Occupy Wall Street Debuts the New Spokes Council
Last night's inaugural OWS Spokes Council.
Occupy Wall Street premiered their new governing apparatus last night in a sweaty high school cafeteria in Lower Manhattan. The Spokes Council, which passed with a large majority at a General Assembly in late October, met for the first time last night with the purpose of setting up what the SC will look like in future and who will be a part of it.
In contrast with the General Assembly, the Spokes Council uses actual microphones, meets indoors and operates on a "spokes" system: working groups that take part sit together and groups are arranged in a circle, like spokes on a wheel. Each working group is represented by an individual, or "spoke," who rotates every meeting.
The inaugural Spokes Council proceeded apace except for a key disruption, the distracting heat and side conversations, and a tense moment with the assembled press.
About 200 people were crowded into the cafeteria of Murray Bergtraum High School. Dozens of working groups were represented and marked by handmade cardboard signs ("Sanitation," "Archives," etc).
The idea last night was to identify which groups counted as "organizational" working groups; the Spokes Council's purpose is to hammer out day-to-day logistical decisions involving the occupation. "We're looking at what groups make sense in the conversations that are just about logistics and operations of Occupy Wall Street in Zuccotti Park," one of the facilitators said. There will also be a Direct Action Spokes Council and a Neighborhood Spokes Council, facilitators said, though those haven't yet been formed.
The process: facilitators read off the names of the working groups and each spoke had to either raise their hand (meaning they had questions or voted against) or do OWS jazz hands (a yes vote).
At first, the meeting went smoothly. The lack of a people's mic meant that statements didn't take twice as long, and since it wasn't a GA, not everyone could jump in with a point of process or point of information. But after a while, the crowd proved too difficult to keep in hand; facilitators kept having to ask for quiet as people milled around the room and talked amongst themselves.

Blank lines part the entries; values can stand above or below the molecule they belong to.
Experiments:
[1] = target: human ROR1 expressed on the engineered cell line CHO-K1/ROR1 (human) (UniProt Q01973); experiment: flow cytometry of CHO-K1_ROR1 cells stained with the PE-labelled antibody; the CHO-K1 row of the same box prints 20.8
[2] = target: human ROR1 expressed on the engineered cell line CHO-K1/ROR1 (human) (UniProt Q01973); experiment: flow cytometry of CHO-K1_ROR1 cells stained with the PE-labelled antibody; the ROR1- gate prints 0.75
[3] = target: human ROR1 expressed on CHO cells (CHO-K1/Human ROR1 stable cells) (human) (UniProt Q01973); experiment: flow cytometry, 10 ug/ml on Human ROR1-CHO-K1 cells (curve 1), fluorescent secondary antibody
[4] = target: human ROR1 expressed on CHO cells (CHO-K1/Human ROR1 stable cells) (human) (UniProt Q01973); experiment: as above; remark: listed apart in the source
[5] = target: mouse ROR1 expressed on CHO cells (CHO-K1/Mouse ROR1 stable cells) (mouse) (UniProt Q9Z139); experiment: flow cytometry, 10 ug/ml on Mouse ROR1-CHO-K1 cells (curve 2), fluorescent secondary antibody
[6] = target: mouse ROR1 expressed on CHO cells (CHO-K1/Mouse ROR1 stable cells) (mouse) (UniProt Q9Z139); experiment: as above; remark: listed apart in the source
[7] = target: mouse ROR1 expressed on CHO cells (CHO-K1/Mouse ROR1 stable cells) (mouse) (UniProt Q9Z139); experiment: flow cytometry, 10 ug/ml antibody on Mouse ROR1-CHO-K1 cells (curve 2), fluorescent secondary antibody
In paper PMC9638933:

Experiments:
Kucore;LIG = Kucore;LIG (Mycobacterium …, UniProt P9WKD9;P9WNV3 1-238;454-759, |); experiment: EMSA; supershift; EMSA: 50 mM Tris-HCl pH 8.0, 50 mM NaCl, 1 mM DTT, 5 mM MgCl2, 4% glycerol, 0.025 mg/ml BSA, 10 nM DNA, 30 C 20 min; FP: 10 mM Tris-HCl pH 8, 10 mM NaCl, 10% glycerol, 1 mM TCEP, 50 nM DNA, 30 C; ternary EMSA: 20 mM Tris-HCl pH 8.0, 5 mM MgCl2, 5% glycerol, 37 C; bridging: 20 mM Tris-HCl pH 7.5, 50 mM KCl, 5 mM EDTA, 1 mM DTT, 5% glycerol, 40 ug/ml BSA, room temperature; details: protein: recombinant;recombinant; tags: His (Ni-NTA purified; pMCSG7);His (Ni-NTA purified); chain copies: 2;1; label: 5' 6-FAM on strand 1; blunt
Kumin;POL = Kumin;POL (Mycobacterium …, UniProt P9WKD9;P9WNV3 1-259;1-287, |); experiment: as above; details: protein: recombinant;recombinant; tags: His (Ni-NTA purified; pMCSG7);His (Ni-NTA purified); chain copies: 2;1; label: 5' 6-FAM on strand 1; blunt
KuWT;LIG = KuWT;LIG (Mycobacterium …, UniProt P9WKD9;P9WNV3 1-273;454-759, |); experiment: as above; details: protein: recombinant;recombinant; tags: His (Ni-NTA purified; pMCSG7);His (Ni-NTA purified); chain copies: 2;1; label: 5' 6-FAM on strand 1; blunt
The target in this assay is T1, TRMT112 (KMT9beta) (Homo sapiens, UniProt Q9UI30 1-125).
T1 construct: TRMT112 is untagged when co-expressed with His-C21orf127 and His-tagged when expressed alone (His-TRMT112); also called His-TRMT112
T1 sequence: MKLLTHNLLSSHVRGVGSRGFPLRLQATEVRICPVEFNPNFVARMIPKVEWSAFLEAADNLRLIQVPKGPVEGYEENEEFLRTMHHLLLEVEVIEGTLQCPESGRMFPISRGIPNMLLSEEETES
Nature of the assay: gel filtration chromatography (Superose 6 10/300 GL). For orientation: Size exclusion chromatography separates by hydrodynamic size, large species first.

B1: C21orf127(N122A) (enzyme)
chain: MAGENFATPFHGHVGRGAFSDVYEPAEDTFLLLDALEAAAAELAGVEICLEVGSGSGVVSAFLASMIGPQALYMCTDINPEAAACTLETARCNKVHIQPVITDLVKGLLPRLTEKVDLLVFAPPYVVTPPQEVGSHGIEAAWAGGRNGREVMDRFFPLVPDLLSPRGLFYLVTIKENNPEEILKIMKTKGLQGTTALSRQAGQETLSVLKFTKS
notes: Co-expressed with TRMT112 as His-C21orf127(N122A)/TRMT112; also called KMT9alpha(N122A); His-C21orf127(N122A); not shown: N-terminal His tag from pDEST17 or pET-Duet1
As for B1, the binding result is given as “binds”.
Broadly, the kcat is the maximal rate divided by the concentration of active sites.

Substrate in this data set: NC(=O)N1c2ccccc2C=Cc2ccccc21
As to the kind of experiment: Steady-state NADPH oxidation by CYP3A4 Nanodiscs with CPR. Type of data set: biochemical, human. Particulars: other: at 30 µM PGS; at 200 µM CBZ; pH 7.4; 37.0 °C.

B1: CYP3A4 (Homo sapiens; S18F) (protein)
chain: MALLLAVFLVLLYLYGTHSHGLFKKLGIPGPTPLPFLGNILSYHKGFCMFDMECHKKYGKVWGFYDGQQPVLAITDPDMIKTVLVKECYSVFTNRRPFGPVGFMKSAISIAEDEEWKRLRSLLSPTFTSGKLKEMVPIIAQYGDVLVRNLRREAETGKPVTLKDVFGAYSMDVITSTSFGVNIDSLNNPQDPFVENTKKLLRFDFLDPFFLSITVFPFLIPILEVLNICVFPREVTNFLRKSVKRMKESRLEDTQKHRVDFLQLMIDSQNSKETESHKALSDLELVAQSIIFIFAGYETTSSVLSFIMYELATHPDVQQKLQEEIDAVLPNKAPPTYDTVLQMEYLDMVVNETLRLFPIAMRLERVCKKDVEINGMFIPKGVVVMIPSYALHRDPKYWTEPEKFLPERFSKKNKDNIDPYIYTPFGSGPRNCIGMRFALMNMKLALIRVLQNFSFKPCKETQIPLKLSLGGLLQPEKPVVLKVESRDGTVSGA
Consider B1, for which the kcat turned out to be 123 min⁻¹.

And a big disruption came in the form of Greek artist Georgia Sagri, who led the splinter group that occupied a gallery in SoHo a couple weeks ago. Representing the Direct Democracy working group, Sagri stood and took the mic.
"I think through the spokes council process, working groups become organizations and they become parties," she said. "What's the reason for us to marginalize ourselves?"
The group reacted with general derision, even some jeering; Sagri was breaking process. Activist Ashley Love (who elicited boos at a community board meeting a few weeks ago) yelled "Shame on you all!"
Sagri, who is one of the original people that attended General Assemblies over the summer, told the Voice that the Spokes Council "shows a misunderstanding of what exactly we're doing here."
"Occupy Wall Street is never, and will never be an organization," she said.
Another disruption came when someone told the facilitators that there were press in the room. A "temperature check" was taken on whether or not press should be allowed, and the crowd didn't vote in favor. Reporters were asked to identify themselves and which publications they were with. A reporter from the New York Times was met with booing, while the Village Voice was greeted with ambivalent silence and a few fluttering hands. One of the facilitators, Nicole, announced that "we're going to say no to all press." (OWS spokesman Patrick Bruner told us later that press would be allowed into the meetings after all.)
The Spokes Council will be held on Mondays, Wednesdays, and Fridays, and GAs (still the main assembling body of the movement) will be held on intervening days in Zuccotti Park. The next Spokes Council is intended to be the first "real" one, involving the groups that have now been deemed organizational.
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